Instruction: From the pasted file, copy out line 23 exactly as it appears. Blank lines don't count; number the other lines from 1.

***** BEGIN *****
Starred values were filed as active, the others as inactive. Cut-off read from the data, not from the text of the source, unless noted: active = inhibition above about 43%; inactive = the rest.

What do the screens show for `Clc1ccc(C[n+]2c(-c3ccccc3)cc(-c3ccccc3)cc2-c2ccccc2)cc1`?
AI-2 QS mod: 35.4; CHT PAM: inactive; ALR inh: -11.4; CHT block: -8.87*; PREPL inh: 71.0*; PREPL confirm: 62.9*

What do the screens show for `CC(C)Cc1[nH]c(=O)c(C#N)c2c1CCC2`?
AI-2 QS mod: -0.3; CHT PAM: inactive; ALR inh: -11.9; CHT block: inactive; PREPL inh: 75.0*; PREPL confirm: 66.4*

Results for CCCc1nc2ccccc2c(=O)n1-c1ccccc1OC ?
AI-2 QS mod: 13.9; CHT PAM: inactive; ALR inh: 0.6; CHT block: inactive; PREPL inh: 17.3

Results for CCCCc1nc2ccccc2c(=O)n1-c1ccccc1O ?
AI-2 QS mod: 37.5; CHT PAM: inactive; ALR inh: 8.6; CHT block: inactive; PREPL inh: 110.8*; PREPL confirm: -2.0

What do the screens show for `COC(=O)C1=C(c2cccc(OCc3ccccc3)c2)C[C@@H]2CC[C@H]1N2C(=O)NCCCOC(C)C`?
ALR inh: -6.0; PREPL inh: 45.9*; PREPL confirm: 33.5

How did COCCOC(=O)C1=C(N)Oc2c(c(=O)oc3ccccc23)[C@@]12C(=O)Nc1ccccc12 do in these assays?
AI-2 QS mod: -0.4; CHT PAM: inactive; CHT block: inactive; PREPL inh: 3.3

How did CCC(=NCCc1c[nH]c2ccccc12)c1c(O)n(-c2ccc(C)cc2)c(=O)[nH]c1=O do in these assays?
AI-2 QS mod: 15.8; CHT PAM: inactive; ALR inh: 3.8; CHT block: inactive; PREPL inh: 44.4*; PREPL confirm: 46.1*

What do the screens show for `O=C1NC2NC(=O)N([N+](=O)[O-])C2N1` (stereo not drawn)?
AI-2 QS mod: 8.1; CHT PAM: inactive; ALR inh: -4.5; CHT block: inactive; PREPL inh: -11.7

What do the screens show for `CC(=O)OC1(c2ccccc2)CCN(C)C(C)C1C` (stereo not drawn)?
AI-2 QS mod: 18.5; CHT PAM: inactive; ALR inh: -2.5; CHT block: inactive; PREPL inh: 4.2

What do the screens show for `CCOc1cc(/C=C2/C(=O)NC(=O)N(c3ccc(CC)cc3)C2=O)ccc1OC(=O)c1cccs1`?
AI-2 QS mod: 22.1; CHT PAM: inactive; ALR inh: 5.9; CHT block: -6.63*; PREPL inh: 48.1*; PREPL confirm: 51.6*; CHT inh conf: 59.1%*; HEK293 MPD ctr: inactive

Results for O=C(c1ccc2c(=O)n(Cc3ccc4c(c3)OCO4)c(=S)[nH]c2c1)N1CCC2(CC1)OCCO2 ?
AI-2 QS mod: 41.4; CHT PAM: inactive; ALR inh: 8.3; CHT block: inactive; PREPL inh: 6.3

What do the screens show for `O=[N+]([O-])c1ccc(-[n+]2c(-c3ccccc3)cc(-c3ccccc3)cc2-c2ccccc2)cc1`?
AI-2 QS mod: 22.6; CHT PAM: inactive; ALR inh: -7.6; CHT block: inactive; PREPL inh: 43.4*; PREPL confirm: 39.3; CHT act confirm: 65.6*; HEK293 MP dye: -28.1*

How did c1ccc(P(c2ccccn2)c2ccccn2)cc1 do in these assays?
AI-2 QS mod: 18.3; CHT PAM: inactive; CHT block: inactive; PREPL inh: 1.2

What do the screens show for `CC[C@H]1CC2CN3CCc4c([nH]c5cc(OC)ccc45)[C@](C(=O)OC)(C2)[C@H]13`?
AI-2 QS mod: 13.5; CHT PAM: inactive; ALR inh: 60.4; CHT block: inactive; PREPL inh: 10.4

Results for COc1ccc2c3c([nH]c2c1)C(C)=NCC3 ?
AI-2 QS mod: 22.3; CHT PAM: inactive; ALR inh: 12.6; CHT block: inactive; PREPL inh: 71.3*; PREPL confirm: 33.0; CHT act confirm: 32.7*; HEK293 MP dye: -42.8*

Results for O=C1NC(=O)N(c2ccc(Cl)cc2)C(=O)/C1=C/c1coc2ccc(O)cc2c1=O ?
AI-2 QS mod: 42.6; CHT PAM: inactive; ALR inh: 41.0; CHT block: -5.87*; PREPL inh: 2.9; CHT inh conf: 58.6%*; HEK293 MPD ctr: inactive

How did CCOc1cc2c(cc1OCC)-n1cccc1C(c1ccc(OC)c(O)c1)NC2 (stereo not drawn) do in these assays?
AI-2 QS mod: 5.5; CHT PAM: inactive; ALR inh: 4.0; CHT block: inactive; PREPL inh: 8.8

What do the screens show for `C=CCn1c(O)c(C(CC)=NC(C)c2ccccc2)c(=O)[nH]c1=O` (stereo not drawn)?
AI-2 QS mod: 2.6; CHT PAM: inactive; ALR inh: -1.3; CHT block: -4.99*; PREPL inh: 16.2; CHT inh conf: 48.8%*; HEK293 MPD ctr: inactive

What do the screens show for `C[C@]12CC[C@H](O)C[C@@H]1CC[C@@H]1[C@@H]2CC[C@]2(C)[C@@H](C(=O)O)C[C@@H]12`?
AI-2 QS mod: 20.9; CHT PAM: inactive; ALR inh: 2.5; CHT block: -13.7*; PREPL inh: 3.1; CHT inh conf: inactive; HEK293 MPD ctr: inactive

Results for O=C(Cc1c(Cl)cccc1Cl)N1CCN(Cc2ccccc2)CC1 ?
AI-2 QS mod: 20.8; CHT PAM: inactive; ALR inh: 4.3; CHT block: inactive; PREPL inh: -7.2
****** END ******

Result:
AI-2 QS mod: 41.4; CHT PAM: inactive; ALR inh: 8.3; CHT block: inactive; PREPL inh: 6.3